Horrible Origins In Comic Books: Black Manta

The Origin Story of one Black Manta

With a federal holiday giving me a day off, I decided to celebrate my Labor Day Eve by checking my movie shelf for things left unwatched.  I wanted to start off with something short while I wrapped up things around my place so I grabbed the latest feature from the DC Animation unit, The Flashpoint Paradox.

I didn’t read the full comic arc, clearly I’m too busy hunting down issues of NFL SuperPro.  I often will watch the feature and see what the changes were from comic to film.  Noticing Black Manta had a slightly expanded role, I started thinking that he was a fairly significant villain that I know little about.

So I looked up his origin.

Manta

Black Manta first appeared in the 1960s, battling Aquaman in 1967’s Aquaman #35.  Black Manta immediately became one of Aquaman’s main foes and he appeared in some of the Filmation Aquaman cartoons as voiced by Ted Knight.

Much like key Batman foe The Joker, for decades the origin, alias and everything about Black Manta remained unknown.  That was all fine.

But during one of the several Aquaman re-launches came about, authors of the book decided to give Black Manta an origin story.

Aquaman1993issue6

And just take a look at when Manta’s mask comes off.

Manta Unmasked

Yup.  1993.  Have you never known why he was called BLACK Manta…

Sigh.

That isn’t all though.  They went ahead and told us how he came about.

As a child, the Boy Who Would Be Manta lived in Baltimore, Maryland.  Maryland, famous for its plentiful crabs was right by the sea and this boy loved playing in the Chesapeake Bay.

One day, while playing by the sea, the boy was kidnapped.  His kidnappers took to the sea and held the boy hostage for several days.  All the while sexually abusing him.

Trapped in a boat and in between rapes, the boy caught a glimpse of the ocean and happened to see Aquaman hanging out in the water with some dolphins.  The boy made signals, he called to Aquaman but Aquaman never knew the boy was trapped on the boat.

He would eventually get hold of a knife on the ship and when faced with his captors, fight his way to freedom and get his revenge by slaughtering the rapists.

Once free, the boy hated the sea.  He wasn’t safe there and he vowed to rule it as he saw the protector, Aquaman, not doing his job.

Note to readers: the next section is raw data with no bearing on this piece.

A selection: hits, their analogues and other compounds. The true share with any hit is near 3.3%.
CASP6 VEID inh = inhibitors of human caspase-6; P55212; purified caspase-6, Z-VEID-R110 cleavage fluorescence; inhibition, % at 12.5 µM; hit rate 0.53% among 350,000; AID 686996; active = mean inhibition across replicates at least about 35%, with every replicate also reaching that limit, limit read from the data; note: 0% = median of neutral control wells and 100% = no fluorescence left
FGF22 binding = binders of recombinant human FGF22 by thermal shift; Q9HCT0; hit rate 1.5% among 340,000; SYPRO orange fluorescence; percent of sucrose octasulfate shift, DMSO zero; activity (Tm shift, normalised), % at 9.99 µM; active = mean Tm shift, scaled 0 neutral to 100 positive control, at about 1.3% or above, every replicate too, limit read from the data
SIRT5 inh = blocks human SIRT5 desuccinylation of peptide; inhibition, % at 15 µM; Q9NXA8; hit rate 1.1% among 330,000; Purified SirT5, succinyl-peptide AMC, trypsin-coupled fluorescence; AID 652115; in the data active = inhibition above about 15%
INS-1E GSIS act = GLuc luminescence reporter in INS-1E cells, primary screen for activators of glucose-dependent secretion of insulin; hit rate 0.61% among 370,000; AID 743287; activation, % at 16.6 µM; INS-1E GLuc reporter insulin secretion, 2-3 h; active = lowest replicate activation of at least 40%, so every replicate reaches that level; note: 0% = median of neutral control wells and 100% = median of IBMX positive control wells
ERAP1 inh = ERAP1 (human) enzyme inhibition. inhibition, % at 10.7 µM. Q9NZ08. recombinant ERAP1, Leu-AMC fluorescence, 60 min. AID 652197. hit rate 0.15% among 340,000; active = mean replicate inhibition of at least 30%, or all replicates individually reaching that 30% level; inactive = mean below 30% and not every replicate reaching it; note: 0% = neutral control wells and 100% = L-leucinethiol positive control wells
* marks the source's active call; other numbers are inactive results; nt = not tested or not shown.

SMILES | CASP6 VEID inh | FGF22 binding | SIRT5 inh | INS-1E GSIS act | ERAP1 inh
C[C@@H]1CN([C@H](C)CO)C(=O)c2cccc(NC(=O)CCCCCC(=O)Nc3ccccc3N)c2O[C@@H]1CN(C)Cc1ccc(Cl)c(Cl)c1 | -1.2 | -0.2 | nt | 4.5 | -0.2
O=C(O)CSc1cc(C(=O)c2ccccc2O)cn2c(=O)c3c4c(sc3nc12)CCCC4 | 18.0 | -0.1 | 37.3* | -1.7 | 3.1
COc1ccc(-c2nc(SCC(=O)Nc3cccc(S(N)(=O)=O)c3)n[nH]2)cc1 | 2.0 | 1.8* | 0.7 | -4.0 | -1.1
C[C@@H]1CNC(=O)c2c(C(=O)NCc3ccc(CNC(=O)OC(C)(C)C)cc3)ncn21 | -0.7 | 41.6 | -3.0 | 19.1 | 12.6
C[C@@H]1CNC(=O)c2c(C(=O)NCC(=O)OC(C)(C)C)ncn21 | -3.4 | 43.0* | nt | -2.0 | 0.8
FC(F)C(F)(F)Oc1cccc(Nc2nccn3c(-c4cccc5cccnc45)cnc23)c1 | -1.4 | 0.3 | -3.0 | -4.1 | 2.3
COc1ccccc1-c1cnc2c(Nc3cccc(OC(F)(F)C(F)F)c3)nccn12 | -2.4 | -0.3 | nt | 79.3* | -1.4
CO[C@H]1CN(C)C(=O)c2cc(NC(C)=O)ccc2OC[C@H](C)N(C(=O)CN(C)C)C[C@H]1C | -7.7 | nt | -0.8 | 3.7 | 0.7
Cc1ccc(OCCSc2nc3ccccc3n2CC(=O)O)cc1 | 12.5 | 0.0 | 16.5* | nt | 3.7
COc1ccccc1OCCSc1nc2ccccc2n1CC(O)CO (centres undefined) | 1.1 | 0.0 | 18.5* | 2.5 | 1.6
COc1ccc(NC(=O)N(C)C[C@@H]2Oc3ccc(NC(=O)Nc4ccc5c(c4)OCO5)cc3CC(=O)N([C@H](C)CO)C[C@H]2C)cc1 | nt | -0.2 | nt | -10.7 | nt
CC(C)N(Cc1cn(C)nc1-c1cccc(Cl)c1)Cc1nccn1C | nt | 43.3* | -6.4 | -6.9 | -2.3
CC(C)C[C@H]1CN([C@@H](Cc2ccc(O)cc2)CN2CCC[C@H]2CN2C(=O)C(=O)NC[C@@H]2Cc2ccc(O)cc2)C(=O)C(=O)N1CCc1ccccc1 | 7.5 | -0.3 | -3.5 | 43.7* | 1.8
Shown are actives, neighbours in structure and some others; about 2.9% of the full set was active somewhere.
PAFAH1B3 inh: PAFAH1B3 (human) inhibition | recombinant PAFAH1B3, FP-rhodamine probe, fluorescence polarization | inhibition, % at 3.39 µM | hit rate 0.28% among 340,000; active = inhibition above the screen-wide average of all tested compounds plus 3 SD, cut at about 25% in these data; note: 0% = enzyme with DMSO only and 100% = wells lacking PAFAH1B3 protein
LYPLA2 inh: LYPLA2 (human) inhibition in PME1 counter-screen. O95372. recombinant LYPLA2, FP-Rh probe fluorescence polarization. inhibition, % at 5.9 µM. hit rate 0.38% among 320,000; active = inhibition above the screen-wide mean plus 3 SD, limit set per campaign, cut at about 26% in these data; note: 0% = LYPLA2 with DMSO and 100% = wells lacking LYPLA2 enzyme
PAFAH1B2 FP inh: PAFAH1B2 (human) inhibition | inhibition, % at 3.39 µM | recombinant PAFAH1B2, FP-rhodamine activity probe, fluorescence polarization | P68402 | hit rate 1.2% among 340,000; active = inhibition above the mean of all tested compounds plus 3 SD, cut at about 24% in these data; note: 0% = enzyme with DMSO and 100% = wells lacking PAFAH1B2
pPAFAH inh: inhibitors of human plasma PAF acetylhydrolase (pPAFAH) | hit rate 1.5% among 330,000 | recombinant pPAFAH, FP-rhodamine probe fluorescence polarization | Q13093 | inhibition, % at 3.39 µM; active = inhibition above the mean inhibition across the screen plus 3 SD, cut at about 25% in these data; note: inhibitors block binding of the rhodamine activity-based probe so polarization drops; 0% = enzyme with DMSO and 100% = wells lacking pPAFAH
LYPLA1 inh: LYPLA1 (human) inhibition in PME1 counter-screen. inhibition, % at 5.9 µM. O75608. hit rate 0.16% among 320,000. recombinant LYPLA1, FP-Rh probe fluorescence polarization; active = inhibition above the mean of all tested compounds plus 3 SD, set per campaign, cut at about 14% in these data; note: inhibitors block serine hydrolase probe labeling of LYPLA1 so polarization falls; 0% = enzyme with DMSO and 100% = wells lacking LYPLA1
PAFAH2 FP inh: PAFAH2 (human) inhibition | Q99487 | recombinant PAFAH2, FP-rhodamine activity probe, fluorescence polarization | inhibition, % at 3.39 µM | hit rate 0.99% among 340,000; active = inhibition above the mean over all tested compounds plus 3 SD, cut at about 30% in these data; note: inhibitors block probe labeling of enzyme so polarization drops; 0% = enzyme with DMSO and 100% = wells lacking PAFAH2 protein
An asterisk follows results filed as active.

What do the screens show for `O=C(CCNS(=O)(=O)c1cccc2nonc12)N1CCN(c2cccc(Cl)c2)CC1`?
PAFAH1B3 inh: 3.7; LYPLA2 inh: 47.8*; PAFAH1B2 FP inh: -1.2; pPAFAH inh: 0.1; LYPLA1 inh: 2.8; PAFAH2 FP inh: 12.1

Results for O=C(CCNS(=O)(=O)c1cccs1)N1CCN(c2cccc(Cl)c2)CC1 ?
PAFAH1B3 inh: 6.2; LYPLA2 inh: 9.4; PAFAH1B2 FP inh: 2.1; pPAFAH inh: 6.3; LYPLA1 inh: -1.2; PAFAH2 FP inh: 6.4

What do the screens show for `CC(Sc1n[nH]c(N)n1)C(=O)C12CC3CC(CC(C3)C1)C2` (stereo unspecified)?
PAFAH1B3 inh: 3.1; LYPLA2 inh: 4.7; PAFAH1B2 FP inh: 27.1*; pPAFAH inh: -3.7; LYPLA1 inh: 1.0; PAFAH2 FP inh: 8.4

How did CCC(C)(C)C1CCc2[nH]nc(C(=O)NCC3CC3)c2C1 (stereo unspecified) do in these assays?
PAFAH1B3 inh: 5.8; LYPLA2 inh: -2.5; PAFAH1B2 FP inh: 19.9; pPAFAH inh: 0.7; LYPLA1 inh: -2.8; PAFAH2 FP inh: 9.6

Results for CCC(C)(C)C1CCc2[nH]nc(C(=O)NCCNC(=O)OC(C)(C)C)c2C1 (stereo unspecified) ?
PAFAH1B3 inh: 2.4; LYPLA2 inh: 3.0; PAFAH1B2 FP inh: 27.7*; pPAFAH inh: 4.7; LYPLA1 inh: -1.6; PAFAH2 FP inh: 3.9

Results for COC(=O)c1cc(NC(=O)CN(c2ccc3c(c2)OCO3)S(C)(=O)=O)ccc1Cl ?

Oh, villainous villain!  How dare you be influenced by being a victim of childhood rape!

Now, Manta had done some pretty awful things leading up to the unveiling and it can go back to the choices made after these life-altering events… but this one just seems extra harsh.

In the early 2000s, Aquaman gets another monthly series and in late 2003, they try to re-tell Manta’s origin in a different way.

This one can’t be as bad, right?

2003aquaman8

Aquaman #8.  We once again get Black Manta as a child.

An autistic child.

Due to his autism, the child is sent to Arkham Asylum.  Makes perfect sense.  Autistic kid really deserves to be shipped to the holding pen for the criminally insane.  The child struggled when they put him to bed.  It was as if the sheets hurt him.  So they would strap him down.

There was one time where the child was calm and relaxed.

When he was placed in freezing cold water.

But Arkham, mainly used to dealing with serial killers and the deranged, didn’t quite seem trained for a boy with autism.  This could be a zany sitcom, right?

Nope.  Just another depressing origin story for Manta.

But that’s not all!

How did the autistic boy become the villain we would all associate with the King of Atlantis?

The doctors of Arkham started experimenting on the boy.  The experiments were able to help the boy not have many of the challenges associated with autism, however these experiments were not perfect.  The boy would be more focused but gain a violent streak.

With this violent streak, the handicapped child who has been treated like a lab rat lashed out at the scientists performing the treatment, killed them and escaped from Arkham.

Once again, the origin is just too messed up to not be sympathetic to the villain.

You could probably name plenty of sympathetic villains.  That was one thing that Batman: The Animated Series did so brilliantly. All the villains were painted to be such tragic figures yet still needed to be brought to justice.

None of them were raped.

While there were stories of experiments, I don’t remember much done to handicapped children.

Those two stories are regarded as the closest origins but every time we get a glimpse at the true Black Manta, he ends up being way more sympathetic than one would expect.  One of his reasons for taking over the sea in recent years, was that he could move black people into the ocean to make up for all of the pain they suffered being oppressed on land.

I may have to get closer looks at the source material but I am rather hard-pressed to vilify the Black Manta from being a victim of childhood rape, a scientific lab rat or trying to fight centuries of oppression.

Manta has some disturbing roots.  He may have been better off left like The Joker with no distinct origin.  The sad part is as much as they went to shed a very disturbing image of the Manta’s past, the one element they still have yet to share is his true name.

The Black Manta, when not masked, has been referred to as David but nothing more than that.  No last name, no other story other than the few really twisted and disturbing tales shared in 1993 and 2003.  We can only hope in the few months left in 2013 we can get this decade’s twisted twist.

Written by B. Patrick

Currently residing in Phoenix, Arizona, B. Patrick's interests include comedy, basketball, wrestling, comic books and can change as quickly as a butterfly flaps its wings.

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